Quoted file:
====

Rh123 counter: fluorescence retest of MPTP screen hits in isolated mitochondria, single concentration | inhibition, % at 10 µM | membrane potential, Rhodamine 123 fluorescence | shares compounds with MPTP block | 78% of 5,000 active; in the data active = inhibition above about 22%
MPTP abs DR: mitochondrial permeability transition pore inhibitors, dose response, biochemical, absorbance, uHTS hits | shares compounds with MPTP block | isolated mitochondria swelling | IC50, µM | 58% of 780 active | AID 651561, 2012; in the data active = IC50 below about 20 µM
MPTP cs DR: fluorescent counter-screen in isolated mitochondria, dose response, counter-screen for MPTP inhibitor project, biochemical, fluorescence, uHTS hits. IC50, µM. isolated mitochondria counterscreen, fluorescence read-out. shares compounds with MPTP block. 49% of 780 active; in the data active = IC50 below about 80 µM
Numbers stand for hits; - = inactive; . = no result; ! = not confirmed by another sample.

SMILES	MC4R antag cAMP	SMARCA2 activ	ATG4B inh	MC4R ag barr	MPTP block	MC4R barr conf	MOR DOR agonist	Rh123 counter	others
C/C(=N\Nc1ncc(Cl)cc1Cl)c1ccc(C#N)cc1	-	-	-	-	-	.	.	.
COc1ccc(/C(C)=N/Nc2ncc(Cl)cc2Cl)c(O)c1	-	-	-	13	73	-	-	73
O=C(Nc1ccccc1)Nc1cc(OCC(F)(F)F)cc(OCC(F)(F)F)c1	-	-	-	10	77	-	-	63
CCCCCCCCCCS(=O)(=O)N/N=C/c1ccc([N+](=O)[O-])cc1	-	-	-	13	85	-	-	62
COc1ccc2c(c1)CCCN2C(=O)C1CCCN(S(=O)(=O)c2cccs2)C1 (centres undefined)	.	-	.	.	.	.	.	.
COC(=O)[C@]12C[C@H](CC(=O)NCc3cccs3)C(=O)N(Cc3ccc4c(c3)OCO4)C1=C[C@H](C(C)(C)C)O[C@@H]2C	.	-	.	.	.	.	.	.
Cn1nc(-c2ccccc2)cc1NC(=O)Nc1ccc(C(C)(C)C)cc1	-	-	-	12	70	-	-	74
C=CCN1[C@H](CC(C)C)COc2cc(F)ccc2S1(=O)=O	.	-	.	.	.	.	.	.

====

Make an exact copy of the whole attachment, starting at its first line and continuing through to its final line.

Rh123 counter: fluorescence retest of MPTP screen hits in isolated mitochondria, single concentration | inhibition, % at 10 µM | membrane potential, Rhodamine 123 fluorescence | shares compounds with MPTP block | 78% of 5,000 active; in the data active = inhibition above about 22%
MPTP abs DR: mitochondrial permeability transition pore inhibitors, dose response, biochemical, absorbance, uHTS hits | shares compounds with MPTP block | isolated mitochondria swelling | IC50, µM | 58% of 780 active | AID 651561, 2012; in the data active = IC50 below about 20 µM
MPTP cs DR: fluorescent counter-screen in isolated mitochondria, dose response, counter-screen for MPTP inhibitor project, biochemical, fluorescence, uHTS hits. IC50, µM. isolated mitochondria counterscreen, fluorescence read-out. shares compounds with MPTP block. 49% of 780 active; in the data active = IC50 below about 80 µM
Numbers stand for hits; - = inactive; . = no result; ! = not confirmed by another sample.

SMILES	MC4R antag cAMP	SMARCA2 activ	ATG4B inh	MC4R ag barr	MPTP block	MC4R barr conf	MOR DOR agonist	Rh123 counter	others
C/C(=N\Nc1ncc(Cl)cc1Cl)c1ccc(C#N)cc1	-	-	-	-	-	.	.	.
COc1ccc(/C(C)=N/Nc2ncc(Cl)cc2Cl)c(O)c1	-	-	-	13	73	-	-	73
O=C(Nc1ccccc1)Nc1cc(OCC(F)(F)F)cc(OCC(F)(F)F)c1	-	-	-	10	77	-	-	63
CCCCCCCCCCS(=O)(=O)N/N=C/c1ccc([N+](=O)[O-])cc1	-	-	-	13	85	-	-	62
COc1ccc2c(c1)CCCN2C(=O)C1CCCN(S(=O)(=O)c2cccs2)C1 (centres undefined)	.	-	.	.	.	.	.	.
COC(=O)[C@]12C[C@H](CC(=O)NCc3cccs3)C(=O)N(Cc3ccc4c(c3)OCO4)C1=C[C@H](C(C)(C)C)O[C@@H]2C	.	-	.	.	.	.	.	.
Cn1nc(-c2ccccc2)cc1NC(=O)Nc1ccc(C(C)(C)C)cc1	-	-	-	12	70	-	-	74
C=CCN1[C@H](CC(C)C)COc2cc(F)ccc2S1(=O)=O	.	-	.	.	.	.	.	.